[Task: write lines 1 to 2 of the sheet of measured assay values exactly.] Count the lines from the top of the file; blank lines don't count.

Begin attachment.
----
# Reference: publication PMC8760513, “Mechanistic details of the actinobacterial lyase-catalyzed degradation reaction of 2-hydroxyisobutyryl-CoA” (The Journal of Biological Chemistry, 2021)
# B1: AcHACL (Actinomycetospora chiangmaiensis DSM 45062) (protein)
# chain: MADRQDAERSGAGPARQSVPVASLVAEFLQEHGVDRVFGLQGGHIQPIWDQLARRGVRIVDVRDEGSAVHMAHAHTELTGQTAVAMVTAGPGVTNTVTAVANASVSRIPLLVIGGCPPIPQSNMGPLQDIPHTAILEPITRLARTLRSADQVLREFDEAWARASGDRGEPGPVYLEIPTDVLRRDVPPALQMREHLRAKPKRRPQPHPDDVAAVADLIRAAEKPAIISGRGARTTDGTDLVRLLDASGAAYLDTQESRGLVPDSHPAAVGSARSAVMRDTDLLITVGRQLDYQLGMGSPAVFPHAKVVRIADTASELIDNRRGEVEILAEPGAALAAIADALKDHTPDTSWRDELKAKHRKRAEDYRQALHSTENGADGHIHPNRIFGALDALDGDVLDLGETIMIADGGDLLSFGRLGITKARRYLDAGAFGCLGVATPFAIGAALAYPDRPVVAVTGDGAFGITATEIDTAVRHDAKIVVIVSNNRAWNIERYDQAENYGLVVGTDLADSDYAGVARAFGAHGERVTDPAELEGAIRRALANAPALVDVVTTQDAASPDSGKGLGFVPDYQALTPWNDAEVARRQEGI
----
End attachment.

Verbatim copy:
# Reference: publication PMC8760513, “Mechanistic details of the actinobacterial lyase-catalyzed degradation reaction of 2-hydroxyisobutyryl-CoA” (The Journal of Biological Chemistry, 2021)
# B1: AcHACL (Actinomycetospora chiangmaiensis DSM 45062) (protein)